Personally, I don’t really see this reveal as showing her as a bad person pre-vampire, but rather it makes her more complicated and tragic. Regardless of the fact that she was a prostitute, to be an independently wealthy women in early seventeenth century colonial America was a real rarity. Darla decided (or perhaps was forced by circumstances) to reject the strictures of society, and do things on her own, to take her own universally decried path in life. Thus her view of herself and the world is both pessimistic and jaded. She was no empty-headed innocent, waiting to be married and live out a dull and uneventful life. She was not planning to spend her life making babies, before she was tragically turned into a vampire. She had already seen the darkness and tragedy of life, and had already reaped the fatal consequence of her reckless youth, i.e. Syphilis. In some ways, The Master was right when he said that he would save her—her vampire un-life was an improvement for Darla, which only adds to our understanding of her embrace of said life.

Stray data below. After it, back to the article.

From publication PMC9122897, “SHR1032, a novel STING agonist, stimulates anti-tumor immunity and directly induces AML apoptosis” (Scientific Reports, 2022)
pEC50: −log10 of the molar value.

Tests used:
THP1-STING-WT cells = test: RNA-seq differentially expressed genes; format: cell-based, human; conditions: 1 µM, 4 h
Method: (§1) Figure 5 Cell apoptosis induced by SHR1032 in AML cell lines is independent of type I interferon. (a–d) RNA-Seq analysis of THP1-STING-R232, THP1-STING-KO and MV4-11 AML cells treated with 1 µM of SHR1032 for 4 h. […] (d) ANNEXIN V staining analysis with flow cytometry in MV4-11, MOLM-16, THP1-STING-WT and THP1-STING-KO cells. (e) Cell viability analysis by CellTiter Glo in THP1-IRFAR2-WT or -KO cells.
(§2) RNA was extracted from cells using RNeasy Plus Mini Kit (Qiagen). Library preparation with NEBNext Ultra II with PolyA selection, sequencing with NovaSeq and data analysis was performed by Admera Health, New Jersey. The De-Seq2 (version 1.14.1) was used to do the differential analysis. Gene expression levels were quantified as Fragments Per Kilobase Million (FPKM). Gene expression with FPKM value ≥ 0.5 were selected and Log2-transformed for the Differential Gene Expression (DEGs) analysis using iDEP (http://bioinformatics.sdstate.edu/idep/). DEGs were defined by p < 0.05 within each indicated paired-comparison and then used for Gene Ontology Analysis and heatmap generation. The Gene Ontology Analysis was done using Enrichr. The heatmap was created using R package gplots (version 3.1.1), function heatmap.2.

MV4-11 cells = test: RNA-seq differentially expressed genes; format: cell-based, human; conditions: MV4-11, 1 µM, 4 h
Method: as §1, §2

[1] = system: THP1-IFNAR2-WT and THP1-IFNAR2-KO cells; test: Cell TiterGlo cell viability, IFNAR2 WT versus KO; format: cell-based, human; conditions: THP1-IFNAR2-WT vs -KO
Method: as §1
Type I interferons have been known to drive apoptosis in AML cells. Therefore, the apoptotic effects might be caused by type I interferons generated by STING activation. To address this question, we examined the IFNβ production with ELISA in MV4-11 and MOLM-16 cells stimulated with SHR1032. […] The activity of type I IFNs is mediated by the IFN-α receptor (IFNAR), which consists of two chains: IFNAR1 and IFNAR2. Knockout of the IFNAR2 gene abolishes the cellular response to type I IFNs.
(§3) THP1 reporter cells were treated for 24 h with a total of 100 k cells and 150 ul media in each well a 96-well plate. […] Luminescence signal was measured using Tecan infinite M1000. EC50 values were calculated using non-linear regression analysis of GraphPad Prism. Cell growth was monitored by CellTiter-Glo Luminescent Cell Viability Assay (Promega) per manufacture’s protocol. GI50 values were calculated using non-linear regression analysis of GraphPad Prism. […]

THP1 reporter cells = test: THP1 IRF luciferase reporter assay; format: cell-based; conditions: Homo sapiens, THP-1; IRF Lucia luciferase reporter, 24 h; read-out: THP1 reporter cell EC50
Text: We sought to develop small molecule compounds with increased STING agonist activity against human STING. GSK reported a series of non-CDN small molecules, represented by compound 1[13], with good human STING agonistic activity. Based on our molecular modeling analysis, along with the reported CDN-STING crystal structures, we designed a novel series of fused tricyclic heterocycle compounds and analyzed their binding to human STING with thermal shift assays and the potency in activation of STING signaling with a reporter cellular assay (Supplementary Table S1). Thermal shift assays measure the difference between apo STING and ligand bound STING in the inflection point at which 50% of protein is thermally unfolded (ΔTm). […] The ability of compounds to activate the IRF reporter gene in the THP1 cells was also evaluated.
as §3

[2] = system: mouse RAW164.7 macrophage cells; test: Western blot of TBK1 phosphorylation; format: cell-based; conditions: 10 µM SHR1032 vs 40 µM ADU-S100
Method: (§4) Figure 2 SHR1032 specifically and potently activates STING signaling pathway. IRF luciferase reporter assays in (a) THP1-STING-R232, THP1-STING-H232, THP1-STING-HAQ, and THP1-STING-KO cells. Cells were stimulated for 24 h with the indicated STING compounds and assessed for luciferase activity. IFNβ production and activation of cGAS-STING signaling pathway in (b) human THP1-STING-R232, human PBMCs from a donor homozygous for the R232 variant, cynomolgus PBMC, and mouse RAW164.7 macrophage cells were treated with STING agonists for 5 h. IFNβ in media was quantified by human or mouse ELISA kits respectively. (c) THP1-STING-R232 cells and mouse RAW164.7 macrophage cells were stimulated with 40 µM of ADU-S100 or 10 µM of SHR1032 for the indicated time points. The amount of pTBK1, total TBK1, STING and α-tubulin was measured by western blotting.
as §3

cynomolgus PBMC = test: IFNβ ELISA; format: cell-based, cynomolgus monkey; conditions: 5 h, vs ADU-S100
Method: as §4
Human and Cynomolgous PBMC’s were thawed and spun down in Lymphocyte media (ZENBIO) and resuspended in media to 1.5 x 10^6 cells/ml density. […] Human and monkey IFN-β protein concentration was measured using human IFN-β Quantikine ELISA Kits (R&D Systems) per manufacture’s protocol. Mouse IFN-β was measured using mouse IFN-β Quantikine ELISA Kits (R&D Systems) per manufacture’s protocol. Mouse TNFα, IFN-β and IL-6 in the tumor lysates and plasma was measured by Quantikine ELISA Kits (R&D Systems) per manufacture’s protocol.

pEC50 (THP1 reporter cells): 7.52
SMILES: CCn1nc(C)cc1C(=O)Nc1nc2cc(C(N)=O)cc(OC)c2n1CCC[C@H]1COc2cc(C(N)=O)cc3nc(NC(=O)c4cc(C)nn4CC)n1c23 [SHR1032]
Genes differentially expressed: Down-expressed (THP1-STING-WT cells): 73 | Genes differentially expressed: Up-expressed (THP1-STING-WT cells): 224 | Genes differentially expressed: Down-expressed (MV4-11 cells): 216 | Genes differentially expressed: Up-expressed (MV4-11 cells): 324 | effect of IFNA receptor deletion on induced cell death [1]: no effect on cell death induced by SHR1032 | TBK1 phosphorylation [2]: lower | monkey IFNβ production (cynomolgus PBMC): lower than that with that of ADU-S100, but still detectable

Another illuminating flashback is featured in Angel 1x18, “Five by Five.” In this episode we learn more about what really happened in Romania in 1898, when Angelus was cursed with a soul. In fact, Angelus’s most touted crime, the one for which he lost his soul, was all Darla’s idea. The gypsy girl whose death would later cause the soulful Angel eternal torment was in fact a birthday present from Darla. Angelus loves the gift and asks Darla, "What would I do without you?" Darla replies, "Wither and die." As she explains, "She's not just for you. I get to watch." Hmmm. So why is it that only Angelus is punished? Those gypsies are not to good at the vengeance thing (and kind of sexist!). Yes, I know that may sound ridiculous, but seriously, why does Angelus get all the fame, notoriety, and punishment, while Darla is basically ignored and tolerated. Is she not villainous enough? If those gypsies were so vengeful and angry, why didn’t they go after Darla too? Hello! It was her idea, and she was the one who procured the girl. Not that this absolves Angelus, but I just find it very odd.